Where EdTech Leaders Bring Horizon Project Research to Life
How do we define a Makerspace? Who participates? What is the value? Why is this important for teaching and learning? How do we assess Makerspace activities?
For the inaugural edition of the new NMC On the Horizon series on October 16th, we're bringing in edtech experts across the Higher Ed, K-12, and museum sectors to engage in a live panel discussion about this emerging NMC Horizon Project topic.
This event has already occurred. If you missed is, you can now watch it on the
NMC YouTube channel!
In the 21st century learning landscape, creativity, design, and engineering are making their way to the forefront of educational considerations as tools such as 3D printers, robotics, and 3D modeling web-based applications become accessible to more people. The question of how to renovate or repurpose classrooms to address the needs of the future is being answered through the concept of Makerspaces, which offer the tools and learning experiences needed to help people carry out their ideas.
Join the NMC and our panel of Makerspace thought leaders on Wednesday, October 16 at 10am PT / 12pm CT/ 1pm ET (check for local time). This one-hour session will be held in the Google+ On Air platform and broadcasted live on YouTube. Participation is free for all attendees.
Meet our Makerspace Panel
David Conover, STEAM Video Game Instructor, Connally High School
As an educator, David Conover’s goal is to raise awareness and interest in STEAM (science, technology, engineering, arts, and math) through student created video games, while providing at-risk students the resources they need for success. Conover’s global projects engage 9th through 12th grade students in exploring real-world issues they feel passionate about by challenging them to show, through video games, how STEAM can help improve the environment in their Austin community.
Miriam Langer, Interactive/Multimedia Faculty, Center for Cultural Technology, New Mexico Highlands University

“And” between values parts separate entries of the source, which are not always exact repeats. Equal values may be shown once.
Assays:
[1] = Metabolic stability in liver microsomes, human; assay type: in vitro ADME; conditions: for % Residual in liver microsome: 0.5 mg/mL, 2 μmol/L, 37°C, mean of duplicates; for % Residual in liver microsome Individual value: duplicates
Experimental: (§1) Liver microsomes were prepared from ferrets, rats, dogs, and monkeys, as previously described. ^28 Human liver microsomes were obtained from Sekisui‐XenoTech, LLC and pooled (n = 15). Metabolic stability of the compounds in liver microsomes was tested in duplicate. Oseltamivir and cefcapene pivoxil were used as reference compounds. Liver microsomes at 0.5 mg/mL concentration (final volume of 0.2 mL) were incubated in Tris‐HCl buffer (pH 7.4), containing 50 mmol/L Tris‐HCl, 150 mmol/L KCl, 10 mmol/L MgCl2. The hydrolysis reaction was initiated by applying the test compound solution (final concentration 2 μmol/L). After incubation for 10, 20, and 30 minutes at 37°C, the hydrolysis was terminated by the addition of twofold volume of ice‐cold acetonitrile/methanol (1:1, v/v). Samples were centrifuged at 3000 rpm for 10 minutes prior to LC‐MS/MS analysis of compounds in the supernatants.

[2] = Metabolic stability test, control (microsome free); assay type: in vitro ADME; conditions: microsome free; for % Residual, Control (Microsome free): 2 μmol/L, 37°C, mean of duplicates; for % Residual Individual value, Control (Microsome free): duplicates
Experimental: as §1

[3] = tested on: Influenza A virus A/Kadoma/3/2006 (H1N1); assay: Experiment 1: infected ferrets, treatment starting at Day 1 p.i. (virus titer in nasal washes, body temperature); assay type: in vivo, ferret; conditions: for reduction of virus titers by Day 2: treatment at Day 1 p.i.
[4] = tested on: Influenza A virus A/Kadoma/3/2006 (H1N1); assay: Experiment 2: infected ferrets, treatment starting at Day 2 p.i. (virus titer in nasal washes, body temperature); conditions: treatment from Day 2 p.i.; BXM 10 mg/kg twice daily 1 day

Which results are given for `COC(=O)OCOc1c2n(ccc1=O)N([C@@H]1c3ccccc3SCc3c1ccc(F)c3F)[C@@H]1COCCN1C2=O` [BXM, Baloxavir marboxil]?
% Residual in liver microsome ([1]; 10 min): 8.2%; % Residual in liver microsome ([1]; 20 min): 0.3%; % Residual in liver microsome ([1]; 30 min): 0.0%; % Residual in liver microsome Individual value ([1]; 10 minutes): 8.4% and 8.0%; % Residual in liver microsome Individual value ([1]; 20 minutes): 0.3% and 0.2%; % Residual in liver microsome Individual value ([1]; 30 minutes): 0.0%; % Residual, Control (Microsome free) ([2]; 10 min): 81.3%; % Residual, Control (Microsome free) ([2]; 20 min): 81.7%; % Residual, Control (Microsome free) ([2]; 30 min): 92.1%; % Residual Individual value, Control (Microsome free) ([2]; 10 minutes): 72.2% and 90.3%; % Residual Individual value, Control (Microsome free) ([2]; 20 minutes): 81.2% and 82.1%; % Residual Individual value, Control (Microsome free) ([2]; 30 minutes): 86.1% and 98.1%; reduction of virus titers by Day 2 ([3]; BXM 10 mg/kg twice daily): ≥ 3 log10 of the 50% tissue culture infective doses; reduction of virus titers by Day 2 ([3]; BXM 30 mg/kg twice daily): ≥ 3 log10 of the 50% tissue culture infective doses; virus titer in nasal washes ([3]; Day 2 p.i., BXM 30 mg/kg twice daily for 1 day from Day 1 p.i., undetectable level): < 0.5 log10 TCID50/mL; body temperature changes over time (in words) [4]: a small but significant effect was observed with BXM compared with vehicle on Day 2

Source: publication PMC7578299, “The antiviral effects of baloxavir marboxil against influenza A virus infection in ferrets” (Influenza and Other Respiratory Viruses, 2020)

Miriam Langer is a professor of Media Arts and Technology at New Mexico Highlands University, where she teaches physical computing and leads the multimedia and interactivity emphasis area. She is the director of the AmeriCorps Cultural Technology program, and co-director of the Center for Cultural Technology, a partnership with the New Mexico Department of Cultural Affairs. Her current focus is helping to develop community and cultural Maker Spaces in storefronts, libraries, and museums around New Mexico.
Liz Neely, Director of Digital Information and Access, Art Institute of Chicago
Liz Neely has played a leading role in the Art Institute of Chicago’s Online Scholarly Catalogue Initiative (OSCI) and the LaunchPad iPads in the galleries project. She is the project director for a 2013 IMLS Sparks Innovation grant to explore strategies for using 3D printing and scanning to increase visitor engagement. Neely is a Museum Computer Network board member and also serves on the Board of Directors for the NMC.
Panel Moderator: Mariano Ulibarri, Founder, Parachute Factory and Board of Directors of Hacker Scouts
Mariano Ulibarri believes that the Maker Movement has the power to foundationally transform communities for the better. He currently serves on the board of directors for Hacker Scouts, a national non-profit serving middle-school aged children. In 2012, Mariano founded Parachute Factory, a community Maker space that works in partnership with libraries, museums, institutions of higher education, and local non-profits.
Watch the archived video of this event: http://go.nmc.org/MSvideo.
About the NMC On the Horizon Series
The "NMC on the Horizon" series reflects the research and work of the NMC Horizon Project in action. International panels of experts are convened across all education sectors to address the emerging technologies poised to significantly impact teaching and learning.
Have questions of this event or the NMC On the Horizon series? Email email@example.com.
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